Hands-On with the Omega Seamaster 300 Malachite and Lapis Lazuli

Ultra-luxe dive watches.
Omega Seamaster 300 platinum lapis and malachite

Every year Omega introduces certain models in platinum, sometimes gold, typically as a limited edition with fancy decoration or dials; last year was the turn of the platinum Aqua Terra Worldtimer with an enamel dial. These top of the line watches are always launched quietly, perhaps because they are preposterously expensive. But they are always cool, and none more so than the ultra-luxe Seamaster 300 unveiled at Baselworld 2018.

Dive watches with exotic dials are not new – Rolex used to make a Submariner with a lapis lazuli dial – but they are rare. The Seamaster 300 with semi-precious stone dials is not a limited edition, but only a small number will be made. In fact, they will probably be less common than expected, because few retailers or boutiques are likely to risk stocking such an pricey timepiece.

Available in 18k yellow gold or platinum, the cases have the same dimensions as the pedestrian steel models, 41mm in diameter and 14.65mm high. Good enough for modern tastes, but still small enough to keep the retro feel of a proper remake.

Omega Seamaster 300 18k gold malachite dial

The weight of the watches, however, is surprising, given their size. With platinum almost three times as dense as stainless steel, the platinum model feels exceptionally hefty, probably weighing close to 500g or a pound. In terms of tangible quality, the watches live up to their cost.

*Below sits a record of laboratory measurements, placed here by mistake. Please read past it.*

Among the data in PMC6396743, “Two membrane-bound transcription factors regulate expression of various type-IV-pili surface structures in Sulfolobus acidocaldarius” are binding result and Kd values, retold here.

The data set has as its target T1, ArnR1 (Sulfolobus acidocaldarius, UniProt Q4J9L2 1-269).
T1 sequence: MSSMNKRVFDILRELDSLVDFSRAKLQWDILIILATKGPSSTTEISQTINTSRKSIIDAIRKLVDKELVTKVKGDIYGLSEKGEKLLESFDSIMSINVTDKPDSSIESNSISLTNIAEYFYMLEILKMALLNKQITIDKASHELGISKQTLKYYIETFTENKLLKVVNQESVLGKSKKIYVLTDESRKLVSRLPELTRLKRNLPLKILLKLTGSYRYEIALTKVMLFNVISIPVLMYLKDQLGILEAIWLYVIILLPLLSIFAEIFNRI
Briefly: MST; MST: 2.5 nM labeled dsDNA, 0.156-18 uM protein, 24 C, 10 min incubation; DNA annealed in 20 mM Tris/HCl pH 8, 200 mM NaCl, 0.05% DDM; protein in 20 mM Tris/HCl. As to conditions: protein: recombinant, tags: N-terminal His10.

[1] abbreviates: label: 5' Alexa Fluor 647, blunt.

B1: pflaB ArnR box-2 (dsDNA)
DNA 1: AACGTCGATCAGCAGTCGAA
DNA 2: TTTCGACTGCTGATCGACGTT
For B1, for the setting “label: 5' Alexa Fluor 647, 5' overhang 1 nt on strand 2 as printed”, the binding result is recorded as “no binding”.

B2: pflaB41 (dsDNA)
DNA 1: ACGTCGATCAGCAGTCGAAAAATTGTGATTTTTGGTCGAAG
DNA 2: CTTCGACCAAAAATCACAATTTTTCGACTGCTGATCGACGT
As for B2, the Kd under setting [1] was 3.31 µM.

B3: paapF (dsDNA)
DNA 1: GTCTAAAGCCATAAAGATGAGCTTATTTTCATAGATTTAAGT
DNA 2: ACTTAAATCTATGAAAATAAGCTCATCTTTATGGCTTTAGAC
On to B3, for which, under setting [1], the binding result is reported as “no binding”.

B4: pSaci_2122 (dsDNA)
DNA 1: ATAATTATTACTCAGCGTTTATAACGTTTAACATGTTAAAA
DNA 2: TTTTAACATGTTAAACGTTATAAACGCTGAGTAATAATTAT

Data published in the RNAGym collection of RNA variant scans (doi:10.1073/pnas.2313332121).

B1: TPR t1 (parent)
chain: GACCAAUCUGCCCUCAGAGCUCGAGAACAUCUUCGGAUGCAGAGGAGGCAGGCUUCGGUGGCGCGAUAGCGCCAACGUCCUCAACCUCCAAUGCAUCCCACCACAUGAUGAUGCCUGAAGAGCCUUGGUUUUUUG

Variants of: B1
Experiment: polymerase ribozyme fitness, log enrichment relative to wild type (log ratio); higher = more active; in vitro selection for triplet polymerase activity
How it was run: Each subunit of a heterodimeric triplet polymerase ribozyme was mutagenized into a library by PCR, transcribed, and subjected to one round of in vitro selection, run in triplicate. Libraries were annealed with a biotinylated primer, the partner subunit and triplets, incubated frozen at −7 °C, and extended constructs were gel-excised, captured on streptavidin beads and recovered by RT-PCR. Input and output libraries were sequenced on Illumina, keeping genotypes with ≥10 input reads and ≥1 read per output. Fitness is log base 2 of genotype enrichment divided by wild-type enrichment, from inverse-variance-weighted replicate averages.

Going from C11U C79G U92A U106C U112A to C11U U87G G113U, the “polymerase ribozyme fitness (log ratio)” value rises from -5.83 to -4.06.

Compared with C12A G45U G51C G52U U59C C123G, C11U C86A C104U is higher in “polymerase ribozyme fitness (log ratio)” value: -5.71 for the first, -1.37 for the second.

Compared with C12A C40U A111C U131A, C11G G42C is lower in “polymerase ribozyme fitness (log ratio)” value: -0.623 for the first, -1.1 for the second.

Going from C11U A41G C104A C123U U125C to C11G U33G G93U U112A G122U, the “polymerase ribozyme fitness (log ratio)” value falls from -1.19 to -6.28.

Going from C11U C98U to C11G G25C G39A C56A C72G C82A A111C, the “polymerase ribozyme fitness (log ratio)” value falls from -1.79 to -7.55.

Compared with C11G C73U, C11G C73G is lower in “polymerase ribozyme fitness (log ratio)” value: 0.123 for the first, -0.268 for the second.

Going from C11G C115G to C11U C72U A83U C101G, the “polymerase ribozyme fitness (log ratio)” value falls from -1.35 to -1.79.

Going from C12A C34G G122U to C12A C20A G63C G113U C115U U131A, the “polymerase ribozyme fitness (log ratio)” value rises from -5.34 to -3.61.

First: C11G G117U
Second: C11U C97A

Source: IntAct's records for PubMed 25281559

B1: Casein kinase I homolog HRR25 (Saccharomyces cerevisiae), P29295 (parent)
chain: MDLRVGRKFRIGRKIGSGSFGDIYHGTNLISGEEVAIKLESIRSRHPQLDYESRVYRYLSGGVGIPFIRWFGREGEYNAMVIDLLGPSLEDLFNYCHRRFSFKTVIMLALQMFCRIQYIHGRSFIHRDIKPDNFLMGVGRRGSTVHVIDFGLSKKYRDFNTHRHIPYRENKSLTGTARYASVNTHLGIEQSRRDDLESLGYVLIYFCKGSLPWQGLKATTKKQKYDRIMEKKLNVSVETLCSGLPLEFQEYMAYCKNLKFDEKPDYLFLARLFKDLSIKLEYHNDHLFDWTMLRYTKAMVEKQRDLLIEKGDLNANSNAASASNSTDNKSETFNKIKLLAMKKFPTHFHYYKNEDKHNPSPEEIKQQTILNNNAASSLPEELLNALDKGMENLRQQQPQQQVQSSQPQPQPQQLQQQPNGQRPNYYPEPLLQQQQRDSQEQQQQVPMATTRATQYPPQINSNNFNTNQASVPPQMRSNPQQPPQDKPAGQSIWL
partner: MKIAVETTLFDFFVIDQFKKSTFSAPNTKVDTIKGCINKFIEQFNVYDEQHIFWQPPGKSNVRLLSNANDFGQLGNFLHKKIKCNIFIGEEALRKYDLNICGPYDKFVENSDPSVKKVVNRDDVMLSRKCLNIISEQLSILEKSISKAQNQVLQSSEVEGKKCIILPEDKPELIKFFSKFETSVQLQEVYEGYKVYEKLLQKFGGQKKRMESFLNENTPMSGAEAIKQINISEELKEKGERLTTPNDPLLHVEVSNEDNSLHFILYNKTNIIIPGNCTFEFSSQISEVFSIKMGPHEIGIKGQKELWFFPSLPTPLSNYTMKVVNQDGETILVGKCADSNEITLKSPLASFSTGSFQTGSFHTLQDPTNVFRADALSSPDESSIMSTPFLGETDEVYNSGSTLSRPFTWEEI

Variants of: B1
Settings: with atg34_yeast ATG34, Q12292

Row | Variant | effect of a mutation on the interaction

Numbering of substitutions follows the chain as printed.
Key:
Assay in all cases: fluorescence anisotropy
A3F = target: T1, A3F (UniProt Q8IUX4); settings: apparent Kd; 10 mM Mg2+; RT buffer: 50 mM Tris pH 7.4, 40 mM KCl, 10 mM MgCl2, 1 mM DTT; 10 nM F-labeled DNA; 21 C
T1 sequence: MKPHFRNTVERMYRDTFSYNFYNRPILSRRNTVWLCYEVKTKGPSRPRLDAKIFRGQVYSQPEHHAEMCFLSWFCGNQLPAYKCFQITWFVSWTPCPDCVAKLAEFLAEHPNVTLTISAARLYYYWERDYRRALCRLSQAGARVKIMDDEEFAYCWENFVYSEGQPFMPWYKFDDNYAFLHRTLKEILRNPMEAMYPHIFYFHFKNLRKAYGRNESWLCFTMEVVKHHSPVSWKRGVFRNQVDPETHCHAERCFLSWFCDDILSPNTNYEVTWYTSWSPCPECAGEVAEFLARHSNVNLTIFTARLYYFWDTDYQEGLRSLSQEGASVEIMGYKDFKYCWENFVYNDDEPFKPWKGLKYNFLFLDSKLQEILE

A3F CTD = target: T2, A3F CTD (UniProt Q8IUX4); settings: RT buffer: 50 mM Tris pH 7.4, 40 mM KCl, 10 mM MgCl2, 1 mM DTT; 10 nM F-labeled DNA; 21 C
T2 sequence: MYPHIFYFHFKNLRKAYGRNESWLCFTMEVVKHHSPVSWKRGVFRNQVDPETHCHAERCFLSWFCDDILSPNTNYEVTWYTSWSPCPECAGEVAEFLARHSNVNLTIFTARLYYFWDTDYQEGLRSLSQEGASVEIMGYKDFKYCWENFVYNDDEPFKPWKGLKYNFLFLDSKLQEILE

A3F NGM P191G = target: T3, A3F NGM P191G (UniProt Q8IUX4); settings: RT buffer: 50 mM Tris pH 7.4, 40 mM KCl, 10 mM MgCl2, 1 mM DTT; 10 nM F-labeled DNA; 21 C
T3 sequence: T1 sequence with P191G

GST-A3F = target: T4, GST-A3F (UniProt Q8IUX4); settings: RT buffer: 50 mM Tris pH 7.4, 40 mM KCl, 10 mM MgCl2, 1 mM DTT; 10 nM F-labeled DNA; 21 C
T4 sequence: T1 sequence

The cases are brushed on the top, and brushed on the sides, matched with alternating surfaces on the bracelet. And the bezels have coloured ceramic inserts to match the dials.

The dials are undoubtedly the highlight. Either lapis lazuli or malachite, the dials have printed markings and slightly sunken hour markers, with the faux vintage Super-LumiNova painted into engraved recesses. Given the fragility of stone dials – the thin slice of stone has to be bonded to a metal back for stability – the engraved hour markers are a surprising touch.

Omega Seamaster 300 platinum lapis lazuli

Omega Seamaster 300 platinum malachite

Inside both the gold and platinum models is the same cal. 8913, an automatic with all of Omega’s technical innovations that’s visible through the display back. It’s a Co-Axial Master Chronometer, meaning it has the lubrication-free escapement invented by the late George Daniels, as well as a silicon hairspring and extreme magnetism resistance of over 15,000 Gauss. That’s thanks to non-magnetic proprietary alloys used for the escapement.

The movement has twin barrels and a 60-hour power reserve, as well as decorative touches reserved only for precious metal Omega watches, namely the rotor and balance bridge in 18k Sedna gold, Omega’s in-house, fade-resistant red gold alloy.

Price and availability 

The Seamaster 300 with semiprecious stone dials are not limited editions, but will be sparsely available, starting October 2018. Prices are as follows:

Seamaster 300 Malachite in 18k yellow gold (ref. 234.60.41.21.99.001) – SFr32,500 or S$48,750

Seamaster 300 Lapis Lazuli in 18k yellow gold (ref. 234.60.41.21.99.002) – SFr37,500 or S$56,250

Seamaster 300 Malachite in platinum (ref. 234.90.41.21.99.001) – SFr59,000 or S$88,500

Seamaster 300 Lapis Lazuli in platinum (ref. 234.90.41.21.99.002) – SFr64,000 or S$96,000


 

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